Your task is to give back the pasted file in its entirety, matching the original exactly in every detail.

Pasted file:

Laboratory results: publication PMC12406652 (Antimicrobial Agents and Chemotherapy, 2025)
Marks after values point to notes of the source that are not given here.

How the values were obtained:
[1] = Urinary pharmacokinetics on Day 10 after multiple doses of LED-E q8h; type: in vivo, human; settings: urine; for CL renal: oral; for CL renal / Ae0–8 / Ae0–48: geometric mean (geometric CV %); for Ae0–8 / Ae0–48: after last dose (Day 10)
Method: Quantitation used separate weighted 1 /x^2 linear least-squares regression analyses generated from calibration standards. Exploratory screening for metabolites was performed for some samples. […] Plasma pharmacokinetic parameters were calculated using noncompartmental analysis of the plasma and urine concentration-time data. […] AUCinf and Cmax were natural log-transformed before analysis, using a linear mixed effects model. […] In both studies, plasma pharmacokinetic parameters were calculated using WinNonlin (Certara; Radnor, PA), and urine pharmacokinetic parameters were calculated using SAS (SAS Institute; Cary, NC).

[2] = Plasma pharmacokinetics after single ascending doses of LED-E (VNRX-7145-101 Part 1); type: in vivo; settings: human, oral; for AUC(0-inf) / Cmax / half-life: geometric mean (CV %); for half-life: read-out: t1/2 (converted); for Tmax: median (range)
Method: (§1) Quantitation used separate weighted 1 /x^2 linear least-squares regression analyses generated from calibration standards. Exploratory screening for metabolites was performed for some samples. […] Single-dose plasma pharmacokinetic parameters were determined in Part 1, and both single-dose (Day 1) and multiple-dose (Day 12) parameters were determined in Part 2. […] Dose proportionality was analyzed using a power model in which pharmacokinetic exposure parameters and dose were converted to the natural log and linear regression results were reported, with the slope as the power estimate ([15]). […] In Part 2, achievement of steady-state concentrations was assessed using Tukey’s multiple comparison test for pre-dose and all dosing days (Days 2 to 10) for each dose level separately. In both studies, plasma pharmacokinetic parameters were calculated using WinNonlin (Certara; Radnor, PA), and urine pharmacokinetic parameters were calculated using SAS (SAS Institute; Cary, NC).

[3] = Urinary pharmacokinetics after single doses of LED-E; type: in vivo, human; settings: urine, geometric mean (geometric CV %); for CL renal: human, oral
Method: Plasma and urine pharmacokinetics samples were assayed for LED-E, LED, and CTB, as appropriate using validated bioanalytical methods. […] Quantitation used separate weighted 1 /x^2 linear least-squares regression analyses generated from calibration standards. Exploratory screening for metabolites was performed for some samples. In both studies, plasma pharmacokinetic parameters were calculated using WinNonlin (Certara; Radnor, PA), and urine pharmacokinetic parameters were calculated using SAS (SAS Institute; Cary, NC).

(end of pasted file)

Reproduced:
Laboratory results: publication PMC12406652 (Antimicrobial Agents and Chemotherapy, 2025)
Marks after values point to notes of the source that are not given here.

How the values were obtained:
[1] = Urinary pharmacokinetics on Day 10 after multiple doses of LED-E q8h; type: in vivo, human; settings: urine; for CL renal: oral; for CL renal / Ae0–8 / Ae0–48: geometric mean (geometric CV %); for Ae0–8 / Ae0–48: after last dose (Day 10)
Method: Quantitation used separate weighted 1 /x^2 linear least-squares regression analyses generated from calibration standards. Exploratory screening for metabolites was performed for some samples. […] Plasma pharmacokinetic parameters were calculated using noncompartmental analysis of the plasma and urine concentration-time data. […] AUCinf and Cmax were natural log-transformed before analysis, using a linear mixed effects model. […] In both studies, plasma pharmacokinetic parameters were calculated using WinNonlin (Certara; Radnor, PA), and urine pharmacokinetic parameters were calculated using SAS (SAS Institute; Cary, NC).

[2] = Plasma pharmacokinetics after single ascending doses of LED-E (VNRX-7145-101 Part 1); type: in vivo; settings: human, oral; for AUC(0-inf) / Cmax / half-life: geometric mean (CV %); for half-life: read-out: t1/2 (converted); for Tmax: median (range)
Method: (§1) Quantitation used separate weighted 1 /x^2 linear least-squares regression analyses generated from calibration standards. Exploratory screening for metabolites was performed for some samples. […] Single-dose plasma pharmacokinetic parameters were determined in Part 1, and both single-dose (Day 1) and multiple-dose (Day 12) parameters were determined in Part 2. […] Dose proportionality was analyzed using a power model in which pharmacokinetic exposure parameters and dose were converted to the natural log and linear regression results were reported, with the slope as the power estimate ([15]). […] In Part 2, achievement of steady-state concentrations was assessed using Tukey’s multiple comparison test for pre-dose and all dosing days (Days 2 to 10) for each dose level separately. In both studies, plasma pharmacokinetic parameters were calculated using WinNonlin (Certara; Radnor, PA), and urine pharmacokinetic parameters were calculated using SAS (SAS Institute; Cary, NC).

[3] = Urinary pharmacokinetics after single doses of LED-E; type: in vivo, human; settings: urine, geometric mean (geometric CV %); for CL renal: human, oral
Method: Plasma and urine pharmacokinetics samples were assayed for LED-E, LED, and CTB, as appropriate using validated bioanalytical methods. […] Quantitation used separate weighted 1 /x^2 linear least-squares regression analyses generated from calibration standards. Exploratory screening for metabolites was performed for some samples. In both studies, plasma pharmacokinetic parameters were calculated using WinNonlin (Certara; Radnor, PA), and urine pharmacokinetic parameters were calculated using SAS (SAS Institute; Cary, NC).